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Maintaining Excluded Word-Count in a Cross Referencing Index Tool

IP.com Disclosure Number: IPCOM000111230D
Original Publication Date: 1994-Feb-01
Included in the Prior Art Database: 2005-Mar-26
Document File: 2 page(s) / 75K

Publishing Venue

IBM

Related People

Gadd, RJ: AUTHOR

Abstract

Disclosed is a method for text index-generation, whereby the cross referencing tool excludes common words of low search interest that would take up excessive storage but keeps a count of them instead. This count is economical in storage space but indicates their presence and volume in the text.

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This is the abbreviated version, containing approximately 52% of the total text.

Maintaining Excluded Word-Count in a Cross Referencing Index Tool

      Disclosed is a method for text index-generation, whereby the
cross referencing tool excludes common words of low search interest
that would take up excessive storage but keeps a count of them
instead.  This count is economical in storage space but indicates
their presence and volume in the text.

      In a text cross-reference tool the index generation step works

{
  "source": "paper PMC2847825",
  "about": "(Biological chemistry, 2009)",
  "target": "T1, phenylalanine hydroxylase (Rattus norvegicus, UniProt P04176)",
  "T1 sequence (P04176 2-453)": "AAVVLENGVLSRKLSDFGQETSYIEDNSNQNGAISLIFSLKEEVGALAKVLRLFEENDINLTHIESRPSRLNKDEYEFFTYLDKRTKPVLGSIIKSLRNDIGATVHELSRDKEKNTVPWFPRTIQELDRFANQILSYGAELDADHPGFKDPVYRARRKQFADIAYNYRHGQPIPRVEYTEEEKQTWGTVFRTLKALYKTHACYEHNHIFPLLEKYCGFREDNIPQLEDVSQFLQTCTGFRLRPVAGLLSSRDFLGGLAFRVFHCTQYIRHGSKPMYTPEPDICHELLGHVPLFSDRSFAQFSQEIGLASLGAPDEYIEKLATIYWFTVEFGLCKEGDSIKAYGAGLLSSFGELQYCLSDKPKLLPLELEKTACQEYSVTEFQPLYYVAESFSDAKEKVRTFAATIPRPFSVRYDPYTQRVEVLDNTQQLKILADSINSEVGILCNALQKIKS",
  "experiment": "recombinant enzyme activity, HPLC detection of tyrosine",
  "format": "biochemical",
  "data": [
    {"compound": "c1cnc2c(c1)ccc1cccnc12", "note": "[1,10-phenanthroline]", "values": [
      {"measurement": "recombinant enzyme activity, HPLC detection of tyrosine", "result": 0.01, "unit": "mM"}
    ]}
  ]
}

by scanning all the input data and creating index records for all
words which are not found in an exclusion table.   This technique is
intended to reduce the size of the index data by avoiding words which
are very common or otherwise considered not worth indexing.   But
words which are not indexed cannot be found in the index.   This
might seem obvious, but a user of a cross-reference tool expects it
to find words, so if the word is not found they take this to mean
that no instances of that word occur in the input data.   This is a
serious shortcoming, since the user might make a decision based on
the apparent absence of a word.   To index every word in not an
option, since very many instances of words are excluded.   Without
this technique the index size would be unmanageable.   Keeping
information relating to all words encountered, even if subsequently
discarded, could mean a large increase in processing time and disk
space.

      The solution is for each word excluded, due to being in an
exclusion table, maintain a count of the number of times that word is
NOT indexed.   When the user searches for a given word, search the
index data AND the list of excluded words.   Either show the user the
summary information about the references to that word, if any are
found, or show the user the number of times that the word was
discarded in the index preparation step.   This allows the user to
know the details of all instances of use of any word which is
indexed, and it also makes the user aware of the fact that many words
are present in the input data but are discarded.

The following sections describe the...